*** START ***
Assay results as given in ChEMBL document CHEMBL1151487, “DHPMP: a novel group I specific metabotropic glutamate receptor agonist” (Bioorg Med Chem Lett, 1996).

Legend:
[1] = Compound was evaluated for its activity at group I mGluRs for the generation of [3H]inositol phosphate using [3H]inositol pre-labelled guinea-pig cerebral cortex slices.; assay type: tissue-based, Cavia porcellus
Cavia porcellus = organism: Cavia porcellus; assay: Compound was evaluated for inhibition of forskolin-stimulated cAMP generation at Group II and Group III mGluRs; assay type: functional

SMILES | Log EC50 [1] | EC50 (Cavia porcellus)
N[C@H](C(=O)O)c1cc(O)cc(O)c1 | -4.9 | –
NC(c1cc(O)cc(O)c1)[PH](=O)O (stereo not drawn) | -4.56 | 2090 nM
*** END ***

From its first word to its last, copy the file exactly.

Assay results as given in ChEMBL document CHEMBL1151487, “DHPMP: a novel group I specific metabotropic glutamate receptor agonist” (Bioorg Med Chem Lett, 1996).

Legend:
[1] = Compound was evaluated for its activity at group I mGluRs for the generation of [3H]inositol phosphate using [3H]inositol pre-labelled guinea-pig cerebral cortex slices.; assay type: tissue-based, Cavia porcellus
Cavia porcellus = organism: Cavia porcellus; assay: Compound was evaluated for inhibition of forskolin-stimulated cAMP generation at Group II and Group III mGluRs; assay type: functional

SMILES | Log EC50 [1] | EC50 (Cavia porcellus)
N[C@H](C(=O)O)c1cc(O)cc(O)c1 | -4.9 | –
NC(c1cc(O)cc(O)c1)[PH](=O)O (stereo not drawn) | -4.56 | 2090 nM